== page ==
Five-star fake out
March 2, 2022 – GATINEAU, QC – Competition Bureau
Is this review for real?
You’re about to click the “Buy” button, but before you open your wallet, it’s probably a good idea to read some online consumer reviews, right? Whether it's booking a vacation, buying an audiobook or hiring a contractor, many of us look to online reviews to help us with our buying decisions. Online consumer reviews help both consumers and businesses – they provide a wealth of “unbiased” product information to help you shop smart, and they reward businesses that provide a great product or service.
So, when it’s time to spend money on a product or service, many of us scroll to the customer reviews.
But how would you feel if you knew that glowing review you just read was posted by an employee of the company or by a “reputation management” firm that was hired to post it, and not by a real customer?
Posting fake reviews can be part of an organized effort by companies to boost their own ratings or lower their competitors’ ratings. Companies may encourage their employees to post reviews, they might give customers incentives to leave positive reviews, and they can even hire a firm to post fake reviews for them.
Consumer reviews often strike at the heart of a consumer’s buying decision. Shoppers trust that these reviews are from real customers, just like them. Posting fake reviews online can damage that trust and seriously erode consumer confidence.
And the scope is wide -- if you shop online, you’re a potential victim. So, here are some ways to help you recognize, reject and report fake reviews and protect your pocket book.
How to recognize fake reviews:
- Sudden spike or dip: Watch out for a sudden spike in very positive reviews or a sudden dip in very bad reviews. Are the reviews spread over a considerable amount of time or are they compressed in a very short period of time?
- New reviewer: Be on the lookout for reviewers who have only recently created a user profile or have been providing positive feedback on select products or services over a short period of time. These reviewers may work for the company and they may be getting reimbursed for posting fake reviews.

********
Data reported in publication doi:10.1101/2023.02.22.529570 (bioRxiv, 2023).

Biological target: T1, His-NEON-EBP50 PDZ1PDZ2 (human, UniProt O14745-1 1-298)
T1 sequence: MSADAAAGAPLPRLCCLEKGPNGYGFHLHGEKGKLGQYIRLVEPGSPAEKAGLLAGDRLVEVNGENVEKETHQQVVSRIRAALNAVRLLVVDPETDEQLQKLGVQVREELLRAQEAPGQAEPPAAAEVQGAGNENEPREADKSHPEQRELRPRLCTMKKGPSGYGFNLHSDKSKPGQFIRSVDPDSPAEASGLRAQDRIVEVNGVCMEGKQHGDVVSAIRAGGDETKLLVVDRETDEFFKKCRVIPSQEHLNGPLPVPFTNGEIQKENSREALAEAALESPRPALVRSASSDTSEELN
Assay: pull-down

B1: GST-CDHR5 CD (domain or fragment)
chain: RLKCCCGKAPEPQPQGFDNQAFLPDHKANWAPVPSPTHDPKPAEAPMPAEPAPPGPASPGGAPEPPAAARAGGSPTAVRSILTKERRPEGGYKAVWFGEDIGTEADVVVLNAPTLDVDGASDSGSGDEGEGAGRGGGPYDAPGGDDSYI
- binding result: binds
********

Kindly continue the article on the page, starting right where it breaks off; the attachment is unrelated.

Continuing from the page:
- Beware when a reviewer says, “It’s the best ever!!!”: Don’t always trust reviews with an overly positive or gushing tone, especially if the review does not offer specific details about why it’s so good. If a review claims a service or product is “the best ever,” the review may be fake.
- And beware when a reviewer says, “It’s the worst ever!!!”: You also shouldn’t always trust very negative reviews. These could be fake reviews from a competitor, discouraging shoppers from buying one product or service and suggesting another.
- 5 Stars!: When a company has only 5-star reviews, that’s a red flag. Every company, no matter how good, is likely to have a few negative reviews.
- Does this sound familiar? Watch out for multiple different reviewers using the same language to describe how good or bad something is. Some companies provide scripts to reviewers with suggested phrases and key words. Be cautious if you see the same buzz words coming up over and over again in reviews.
How to reject fake reviews:
- Shop around: Just like you shopped for the right product or service, you should also consult several sources for independent, unbiased reviews.
- Go back in time: Be sure to look at reviews over a long period of time. This will help you to spot potential patterns like a spike in positive or negative reviews.
- The meat is in the middle: Read the 2-, 3- and 4-star reviews too. Someone writing a fake review is more likely to assign a rating of 1 or 5 stars, meaning you’re more likely to find balanced critique in the middle range.
- Diversify: Online reviews are just one way to assess a product or service. Branch out -- ask trusted friends and family about their experiences. Consider asking the company for references.
How to report fake reviews
- If you believe you have come across fake online reviews, report them to the Competition Bureau.
For media enquiries:
The Competition Bureau is an independent law enforcement agency that protects and promotes competition for the benefit of Canadian consumers and businesses. Competition drives lower prices and innovation while fueling economic growth.
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